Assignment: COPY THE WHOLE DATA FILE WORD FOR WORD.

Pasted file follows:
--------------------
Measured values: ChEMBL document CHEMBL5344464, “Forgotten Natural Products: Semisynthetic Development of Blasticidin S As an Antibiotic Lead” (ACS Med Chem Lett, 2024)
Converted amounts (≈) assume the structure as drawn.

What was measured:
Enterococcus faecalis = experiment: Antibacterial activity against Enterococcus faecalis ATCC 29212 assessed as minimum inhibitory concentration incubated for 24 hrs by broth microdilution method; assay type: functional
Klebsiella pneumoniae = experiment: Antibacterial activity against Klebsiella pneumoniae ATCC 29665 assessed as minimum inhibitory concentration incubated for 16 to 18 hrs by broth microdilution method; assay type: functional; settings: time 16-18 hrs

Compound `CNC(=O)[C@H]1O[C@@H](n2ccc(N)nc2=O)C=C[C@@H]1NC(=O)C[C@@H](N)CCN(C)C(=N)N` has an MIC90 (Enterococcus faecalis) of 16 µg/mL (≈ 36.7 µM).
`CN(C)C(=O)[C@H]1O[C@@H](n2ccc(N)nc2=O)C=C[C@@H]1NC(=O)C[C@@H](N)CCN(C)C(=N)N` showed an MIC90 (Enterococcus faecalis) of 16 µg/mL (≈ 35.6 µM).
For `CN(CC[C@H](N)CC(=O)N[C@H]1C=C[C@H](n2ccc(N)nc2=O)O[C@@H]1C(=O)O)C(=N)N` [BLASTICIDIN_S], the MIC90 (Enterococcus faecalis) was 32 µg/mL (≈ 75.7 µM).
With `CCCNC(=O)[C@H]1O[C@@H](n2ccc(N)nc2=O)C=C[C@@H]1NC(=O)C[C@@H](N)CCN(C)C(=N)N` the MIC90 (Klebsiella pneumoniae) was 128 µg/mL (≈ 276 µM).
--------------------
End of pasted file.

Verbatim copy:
Measured values: ChEMBL document CHEMBL5344464, “Forgotten Natural Products: Semisynthetic Development of Blasticidin S As an Antibiotic Lead” (ACS Med Chem Lett, 2024)
Converted amounts (≈) assume the structure as drawn.

What was measured:
Enterococcus faecalis = experiment: Antibacterial activity against Enterococcus faecalis ATCC 29212 assessed as minimum inhibitory concentration incubated for 24 hrs by broth microdilution method; assay type: functional
Klebsiella pneumoniae = experiment: Antibacterial activity against Klebsiella pneumoniae ATCC 29665 assessed as minimum inhibitory concentration incubated for 16 to 18 hrs by broth microdilution method; assay type: functional; settings: time 16-18 hrs

Compound `CNC(=O)[C@H]1O[C@@H](n2ccc(N)nc2=O)C=C[C@@H]1NC(=O)C[C@@H](N)CCN(C)C(=N)N` has an MIC90 (Enterococcus faecalis) of 16 µg/mL (≈ 36.7 µM).
`CN(C)C(=O)[C@H]1O[C@@H](n2ccc(N)nc2=O)C=C[C@@H]1NC(=O)C[C@@H](N)CCN(C)C(=N)N` showed an MIC90 (Enterococcus faecalis) of 16 µg/mL (≈ 35.6 µM).
For `CN(CC[C@H](N)CC(=O)N[C@H]1C=C[C@H](n2ccc(N)nc2=O)O[C@@H]1C(=O)O)C(=N)N` [BLASTICIDIN_S], the MIC90 (Enterococcus faecalis) was 32 µg/mL (≈ 75.7 µM).
With `CCCNC(=O)[C@H]1O[C@@H](n2ccc(N)nc2=O)C=C[C@@H]1NC(=O)C[C@@H](N)CCN(C)C(=N)N` the MIC90 (Klebsiella pneumoniae) was 128 µg/mL (≈ 276 µM).